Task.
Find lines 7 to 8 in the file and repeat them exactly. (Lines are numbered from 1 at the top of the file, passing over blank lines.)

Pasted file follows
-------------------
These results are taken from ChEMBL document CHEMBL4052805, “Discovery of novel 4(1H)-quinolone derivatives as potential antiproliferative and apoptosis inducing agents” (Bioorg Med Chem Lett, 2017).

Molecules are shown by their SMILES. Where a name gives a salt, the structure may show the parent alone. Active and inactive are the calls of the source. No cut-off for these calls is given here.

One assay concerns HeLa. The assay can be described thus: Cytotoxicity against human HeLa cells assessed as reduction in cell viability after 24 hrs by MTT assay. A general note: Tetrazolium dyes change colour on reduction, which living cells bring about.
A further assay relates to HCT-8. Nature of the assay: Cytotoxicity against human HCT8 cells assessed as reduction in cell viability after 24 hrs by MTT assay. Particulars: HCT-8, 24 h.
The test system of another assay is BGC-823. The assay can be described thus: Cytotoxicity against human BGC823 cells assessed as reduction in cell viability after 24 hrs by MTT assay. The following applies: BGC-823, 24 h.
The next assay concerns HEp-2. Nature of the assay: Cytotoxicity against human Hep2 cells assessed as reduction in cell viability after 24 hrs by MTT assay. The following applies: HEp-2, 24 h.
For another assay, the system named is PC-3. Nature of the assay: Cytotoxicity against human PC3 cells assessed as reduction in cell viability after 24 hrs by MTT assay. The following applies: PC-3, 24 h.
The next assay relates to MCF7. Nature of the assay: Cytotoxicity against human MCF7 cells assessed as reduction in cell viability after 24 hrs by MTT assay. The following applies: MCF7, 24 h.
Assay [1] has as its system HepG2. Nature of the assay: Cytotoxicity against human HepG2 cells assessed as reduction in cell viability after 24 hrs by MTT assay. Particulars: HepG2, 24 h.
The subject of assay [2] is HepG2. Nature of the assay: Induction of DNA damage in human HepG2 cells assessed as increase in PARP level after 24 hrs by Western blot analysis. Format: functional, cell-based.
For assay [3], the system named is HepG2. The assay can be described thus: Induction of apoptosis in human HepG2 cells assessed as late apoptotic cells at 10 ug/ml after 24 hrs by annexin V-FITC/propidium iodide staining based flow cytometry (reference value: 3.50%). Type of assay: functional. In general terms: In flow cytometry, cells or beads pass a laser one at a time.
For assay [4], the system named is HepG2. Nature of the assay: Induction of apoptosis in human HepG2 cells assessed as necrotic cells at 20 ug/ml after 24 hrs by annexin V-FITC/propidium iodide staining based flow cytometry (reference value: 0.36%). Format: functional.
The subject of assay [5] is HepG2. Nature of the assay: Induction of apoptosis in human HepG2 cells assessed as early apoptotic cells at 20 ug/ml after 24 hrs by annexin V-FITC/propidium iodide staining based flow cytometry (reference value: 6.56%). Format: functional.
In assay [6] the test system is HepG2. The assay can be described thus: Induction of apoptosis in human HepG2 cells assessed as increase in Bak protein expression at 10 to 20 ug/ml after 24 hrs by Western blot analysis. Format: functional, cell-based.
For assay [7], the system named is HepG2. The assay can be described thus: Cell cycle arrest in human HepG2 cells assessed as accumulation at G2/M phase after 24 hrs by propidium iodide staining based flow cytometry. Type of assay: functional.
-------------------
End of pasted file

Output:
For another assay, the system named is PC-3. Nature of the assay: Cytotoxicity against human PC3 cells assessed as reduction in cell viability after 24 hrs by MTT assay. The following applies: PC-3, 24 h.
The next assay relates to MCF7. Nature of the assay: Cytotoxicity against human MCF7 cells assessed as reduction in cell viability after 24 hrs by MTT assay. The following applies: MCF7, 24 h.